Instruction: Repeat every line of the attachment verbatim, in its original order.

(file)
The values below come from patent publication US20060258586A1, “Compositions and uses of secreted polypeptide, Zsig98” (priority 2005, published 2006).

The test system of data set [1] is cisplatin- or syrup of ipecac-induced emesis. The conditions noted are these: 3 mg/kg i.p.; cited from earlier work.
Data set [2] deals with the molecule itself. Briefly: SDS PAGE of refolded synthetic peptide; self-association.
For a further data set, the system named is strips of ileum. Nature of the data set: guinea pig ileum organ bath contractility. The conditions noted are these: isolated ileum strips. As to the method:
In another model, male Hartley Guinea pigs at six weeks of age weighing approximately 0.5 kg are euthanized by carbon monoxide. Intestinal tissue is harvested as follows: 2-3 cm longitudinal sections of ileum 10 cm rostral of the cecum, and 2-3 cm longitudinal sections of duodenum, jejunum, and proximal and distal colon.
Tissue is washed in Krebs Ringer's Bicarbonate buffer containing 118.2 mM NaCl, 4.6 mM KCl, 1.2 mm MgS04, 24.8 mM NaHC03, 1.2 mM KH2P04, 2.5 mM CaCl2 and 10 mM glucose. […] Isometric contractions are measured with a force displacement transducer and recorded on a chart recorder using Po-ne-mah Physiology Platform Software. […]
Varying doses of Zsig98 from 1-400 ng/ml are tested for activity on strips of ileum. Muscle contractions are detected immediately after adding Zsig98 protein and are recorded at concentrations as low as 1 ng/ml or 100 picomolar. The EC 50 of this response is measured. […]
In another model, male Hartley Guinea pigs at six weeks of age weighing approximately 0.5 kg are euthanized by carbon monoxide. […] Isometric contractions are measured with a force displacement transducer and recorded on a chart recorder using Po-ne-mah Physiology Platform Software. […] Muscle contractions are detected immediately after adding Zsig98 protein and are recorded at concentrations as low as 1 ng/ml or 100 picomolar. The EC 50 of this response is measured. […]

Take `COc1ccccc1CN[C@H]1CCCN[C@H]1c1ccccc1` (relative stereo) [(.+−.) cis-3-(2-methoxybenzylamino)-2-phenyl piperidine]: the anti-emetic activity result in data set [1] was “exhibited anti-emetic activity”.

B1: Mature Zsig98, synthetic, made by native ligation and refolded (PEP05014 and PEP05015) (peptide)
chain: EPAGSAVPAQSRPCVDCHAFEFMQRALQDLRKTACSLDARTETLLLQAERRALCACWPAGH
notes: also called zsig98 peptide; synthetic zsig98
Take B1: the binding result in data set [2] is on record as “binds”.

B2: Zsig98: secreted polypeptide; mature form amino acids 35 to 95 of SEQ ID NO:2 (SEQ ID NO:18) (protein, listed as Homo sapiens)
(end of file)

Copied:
The values below come from patent publication US20060258586A1, “Compositions and uses of secreted polypeptide, Zsig98” (priority 2005, published 2006).

The test system of data set [1] is cisplatin- or syrup of ipecac-induced emesis. The conditions noted are these: 3 mg/kg i.p.; cited from earlier work.
Data set [2] deals with the molecule itself. Briefly: SDS PAGE of refolded synthetic peptide; self-association.
For a further data set, the system named is strips of ileum. Nature of the data set: guinea pig ileum organ bath contractility. The conditions noted are these: isolated ileum strips. As to the method:
In another model, male Hartley Guinea pigs at six weeks of age weighing approximately 0.5 kg are euthanized by carbon monoxide. Intestinal tissue is harvested as follows: 2-3 cm longitudinal sections of ileum 10 cm rostral of the cecum, and 2-3 cm longitudinal sections of duodenum, jejunum, and proximal and distal colon.
Tissue is washed in Krebs Ringer's Bicarbonate buffer containing 118.2 mM NaCl, 4.6 mM KCl, 1.2 mm MgS04, 24.8 mM NaHC03, 1.2 mM KH2P04, 2.5 mM CaCl2 and 10 mM glucose. […] Isometric contractions are measured with a force displacement transducer and recorded on a chart recorder using Po-ne-mah Physiology Platform Software. […]
Varying doses of Zsig98 from 1-400 ng/ml are tested for activity on strips of ileum. Muscle contractions are detected immediately after adding Zsig98 protein and are recorded at concentrations as low as 1 ng/ml or 100 picomolar. The EC 50 of this response is measured. […]
In another model, male Hartley Guinea pigs at six weeks of age weighing approximately 0.5 kg are euthanized by carbon monoxide. […] Isometric contractions are measured with a force displacement transducer and recorded on a chart recorder using Po-ne-mah Physiology Platform Software. […] Muscle contractions are detected immediately after adding Zsig98 protein and are recorded at concentrations as low as 1 ng/ml or 100 picomolar. The EC 50 of this response is measured. […]

Take `COc1ccccc1CN[C@H]1CCCN[C@H]1c1ccccc1` (relative stereo) [(.+−.) cis-3-(2-methoxybenzylamino)-2-phenyl piperidine]: the anti-emetic activity result in data set [1] was “exhibited anti-emetic activity”.

B1: Mature Zsig98, synthetic, made by native ligation and refolded (PEP05014 and PEP05015) (peptide)
chain: EPAGSAVPAQSRPCVDCHAFEFMQRALQDLRKTACSLDARTETLLLQAERRALCACWPAGH
notes: also called zsig98 peptide; synthetic zsig98
Take B1: the binding result in data set [2] is on record as “binds”.

B2: Zsig98: secreted polypeptide; mature form amino acids 35 to 95 of SEQ ID NO:2 (SEQ ID NO:18) (protein, listed as Homo sapiens)